We live in a house, in the Palermo region, on the countryside.

Every now and then I do some freelance jobs from behind my computer.
But I am looking for security and a more regular salary.

So I am looking for a job through various channels where my qualities can be used.


I have experience as a production assistant on film sets, as the owned of my own lunchbar in Belgium, as a manager of an indoor food market, as a chef in a hotel restaurant, and I have years of experience in freelance jobs as a photographer, singer, stylist, interior stylist, massage therapist and writer.

I lived and worked abroad in Sevilla, Costa Rica, Tunisia, Dublin, London, Mallorca and France.

I speak fluently English and I believe it could be valuable in the tourism or real estate sector , especially in high season , as I realized that not many Sicilians speak the language. 

I also speak French , Spanish and Dutch.

I know its not easy to find a job when I dont speak the language but I believe there must be some company that can make good use of my qualities .

So I offer my services everywhere possible.

If anybody has anything in mind, dont hesitate to contact me!

Best regards ,

Stéphanie

Hello! My suggestion is to get on-line and find the "Sarento with Love" site! Davide Mergoli is the owner and agent and he doesn't charge you anything looking for places for you and we only had to pay very reasonable prices for a POA (apostille), filing and  geotecca (inspection). He has a few You-Tube videos that are fantastic explaining the steps of purchasing property in Italy. He lived in the UK for 25 years and speaks English in his videos. Really clear and simple to follow. His office is outside Lecce. My husband and I who are retired, could not have found a better, more honest man to help us through all the steps. He videoed the house we fell in love with from top to bottom and this allowed us to buy sight unseen as it is just what we had been looking over a year for. Good luck!!

Hello everyone,
I am a Belgian student in interior design and I plan to move to live and work in Italy within a year. I’d like to work in a design store and learn how to manage it.
I’m searching for information but to be honest, I really don’t know where to start.   
Does anyone have any tips for planning this project ?
Thank you!:)

Buongiorno ragazzi!

My name is Brandy. I am preschool teacher from Hawai'i. I live in a small town on one of the smallest islands and I had never left Hawaii before.. I've had no desire to travel or leave until recently since I have turned 25. Living on a small island in a small town my entire life has made me want to experience a new place and it led me to doing plenty of research about different countries all over the world which I had little to no interest about prior. I never cared for traveling and I hate airplanes. When studying countries Italy just stuck with me.. I've never wanted to leave Hawai'i because I have a perfect life here but after studying the country and seeing various photos and videos of the many magical places, the food, the people, and rich culture I now feel compelled to visit.. and maybe even move there.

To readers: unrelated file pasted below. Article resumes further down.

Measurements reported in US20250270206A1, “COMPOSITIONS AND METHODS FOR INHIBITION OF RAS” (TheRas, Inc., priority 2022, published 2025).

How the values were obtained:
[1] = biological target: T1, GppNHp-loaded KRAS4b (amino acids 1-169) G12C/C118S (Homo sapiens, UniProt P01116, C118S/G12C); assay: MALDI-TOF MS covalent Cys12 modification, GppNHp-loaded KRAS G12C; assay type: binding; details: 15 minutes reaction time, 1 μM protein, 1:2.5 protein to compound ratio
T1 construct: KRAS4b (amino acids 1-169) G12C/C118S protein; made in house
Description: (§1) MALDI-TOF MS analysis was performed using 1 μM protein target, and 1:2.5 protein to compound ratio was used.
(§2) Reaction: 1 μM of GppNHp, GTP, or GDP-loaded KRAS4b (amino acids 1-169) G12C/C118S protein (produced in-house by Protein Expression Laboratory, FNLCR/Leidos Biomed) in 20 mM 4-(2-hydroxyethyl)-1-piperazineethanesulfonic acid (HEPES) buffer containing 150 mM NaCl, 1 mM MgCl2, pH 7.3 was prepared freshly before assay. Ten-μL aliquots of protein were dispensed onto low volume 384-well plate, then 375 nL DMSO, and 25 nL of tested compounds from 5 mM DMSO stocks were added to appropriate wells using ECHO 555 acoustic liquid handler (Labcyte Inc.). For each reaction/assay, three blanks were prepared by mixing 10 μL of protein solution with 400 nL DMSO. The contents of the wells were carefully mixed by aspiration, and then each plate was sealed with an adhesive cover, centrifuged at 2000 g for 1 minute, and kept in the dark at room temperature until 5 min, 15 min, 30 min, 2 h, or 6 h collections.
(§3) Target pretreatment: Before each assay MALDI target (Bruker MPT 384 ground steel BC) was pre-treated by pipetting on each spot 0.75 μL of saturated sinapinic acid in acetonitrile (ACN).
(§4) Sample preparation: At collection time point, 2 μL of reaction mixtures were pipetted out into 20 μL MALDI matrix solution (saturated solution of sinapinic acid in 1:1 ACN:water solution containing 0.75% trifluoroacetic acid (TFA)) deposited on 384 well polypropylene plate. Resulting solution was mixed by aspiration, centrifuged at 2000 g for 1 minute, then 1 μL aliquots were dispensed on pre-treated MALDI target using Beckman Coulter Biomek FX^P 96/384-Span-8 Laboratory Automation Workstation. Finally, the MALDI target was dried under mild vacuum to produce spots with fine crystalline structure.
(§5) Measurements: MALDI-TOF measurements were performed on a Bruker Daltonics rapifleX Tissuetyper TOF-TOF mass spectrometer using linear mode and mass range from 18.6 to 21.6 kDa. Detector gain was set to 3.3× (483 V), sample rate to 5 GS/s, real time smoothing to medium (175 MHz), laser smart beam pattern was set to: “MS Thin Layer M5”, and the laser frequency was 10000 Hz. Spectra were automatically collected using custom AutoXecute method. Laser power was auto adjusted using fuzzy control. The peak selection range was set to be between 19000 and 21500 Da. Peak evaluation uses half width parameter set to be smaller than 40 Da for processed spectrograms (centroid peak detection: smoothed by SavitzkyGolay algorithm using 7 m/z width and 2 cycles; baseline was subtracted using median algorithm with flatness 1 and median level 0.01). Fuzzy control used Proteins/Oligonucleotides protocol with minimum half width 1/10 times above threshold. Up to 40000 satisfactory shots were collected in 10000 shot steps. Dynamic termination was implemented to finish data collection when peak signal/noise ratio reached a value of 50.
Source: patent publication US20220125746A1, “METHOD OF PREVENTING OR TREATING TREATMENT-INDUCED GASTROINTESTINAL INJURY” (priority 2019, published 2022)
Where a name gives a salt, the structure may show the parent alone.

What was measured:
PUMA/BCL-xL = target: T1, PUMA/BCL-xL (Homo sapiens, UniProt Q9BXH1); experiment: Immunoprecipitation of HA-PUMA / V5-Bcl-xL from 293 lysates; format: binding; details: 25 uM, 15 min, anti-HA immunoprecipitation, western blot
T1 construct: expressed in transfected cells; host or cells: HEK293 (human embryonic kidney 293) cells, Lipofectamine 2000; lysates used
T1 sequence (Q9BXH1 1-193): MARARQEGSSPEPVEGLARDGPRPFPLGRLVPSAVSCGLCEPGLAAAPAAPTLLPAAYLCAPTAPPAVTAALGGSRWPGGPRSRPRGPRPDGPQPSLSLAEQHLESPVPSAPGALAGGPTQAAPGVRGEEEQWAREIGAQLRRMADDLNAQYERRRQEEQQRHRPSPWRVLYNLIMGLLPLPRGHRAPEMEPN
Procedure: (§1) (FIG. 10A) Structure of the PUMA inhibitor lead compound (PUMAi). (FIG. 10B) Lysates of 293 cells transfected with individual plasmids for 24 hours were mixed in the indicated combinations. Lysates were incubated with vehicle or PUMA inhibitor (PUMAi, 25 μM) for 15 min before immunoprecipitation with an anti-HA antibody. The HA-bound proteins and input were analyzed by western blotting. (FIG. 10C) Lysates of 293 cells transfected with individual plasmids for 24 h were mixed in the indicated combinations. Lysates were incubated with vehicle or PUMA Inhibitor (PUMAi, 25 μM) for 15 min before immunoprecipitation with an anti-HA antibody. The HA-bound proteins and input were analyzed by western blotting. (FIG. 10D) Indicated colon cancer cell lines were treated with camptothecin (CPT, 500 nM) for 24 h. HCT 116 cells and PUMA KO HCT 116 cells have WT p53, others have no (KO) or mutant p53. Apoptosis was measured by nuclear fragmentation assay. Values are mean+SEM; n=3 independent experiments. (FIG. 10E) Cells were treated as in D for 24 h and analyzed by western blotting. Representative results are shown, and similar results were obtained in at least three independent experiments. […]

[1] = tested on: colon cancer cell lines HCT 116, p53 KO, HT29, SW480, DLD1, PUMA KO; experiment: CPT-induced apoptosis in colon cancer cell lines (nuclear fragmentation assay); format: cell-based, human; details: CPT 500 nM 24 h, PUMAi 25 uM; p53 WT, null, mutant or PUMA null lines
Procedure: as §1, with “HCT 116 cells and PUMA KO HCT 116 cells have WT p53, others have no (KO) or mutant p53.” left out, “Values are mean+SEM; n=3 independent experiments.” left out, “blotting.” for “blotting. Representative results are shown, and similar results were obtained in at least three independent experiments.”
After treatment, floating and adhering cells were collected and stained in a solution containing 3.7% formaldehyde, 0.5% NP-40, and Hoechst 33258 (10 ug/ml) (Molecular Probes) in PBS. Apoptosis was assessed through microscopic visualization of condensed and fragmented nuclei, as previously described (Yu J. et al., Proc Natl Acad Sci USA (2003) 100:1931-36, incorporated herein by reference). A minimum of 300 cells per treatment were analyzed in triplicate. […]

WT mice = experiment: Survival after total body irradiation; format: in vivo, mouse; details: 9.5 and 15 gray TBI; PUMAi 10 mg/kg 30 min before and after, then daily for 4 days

It's a strange feeling, to feel very emotionally connected to a place I have never been. I know beauty, I am surrounded by it in Hawai'i and it is absolute paradise here but Italy really stands out to me. I am now moving to Firenze in 2 months to study beginner Italian Language and culture. I had never left Hawaii and I am so excited. How can I be already in love with a place I have never been yet? I have been building up a savings and I am hoping to move to Italy with my dog permanently if I end up loving it, and when pandemic gets better.

I have never left Hawaii and never lived abroad so if anyone has any useful advice I would greatly appreciate it!!!! Grazie mille!

Hello,
My name is Andrew "Z". Difficult to pronouns our last name, so then “Z” is good. Some people call me Andy, and I am fine with that. My wife and I were born in Europe and moved to the USA more than 30 years ago. The time passes by very quickly and we are approaching retirement age. Concerning about that stage of our life, we are thinking to move “back” to Europe. But we would like to be “somewhere” in a warm climate. Why not here in the USA, for example in Florida and/or N/S Carolina’s? The Florida we found very humid and Carolina we do not know at all. We traveled through Europe several times with our children. Because of the Mediterranean climate, we would love to move to Italy. Our focus is on Liguria and Lazio, perhaps Tuscany. However, as we were exited few weeks ago, to see so many houses on a market, after exploring the lists we are disappointed. We cannot find what we are looking for. Like some said in a forum, it important to be close to public transportation: train and/or buses. Local shops, local restaurants/cafes in walking distance are important too.                                                       
In addition, we do not know anything about tax implications and health system in Italy.
We try to learn. We are trying to read. I am glad I came across this forum, because I believe that I can learn a lot from other post’s, advises, recommendations.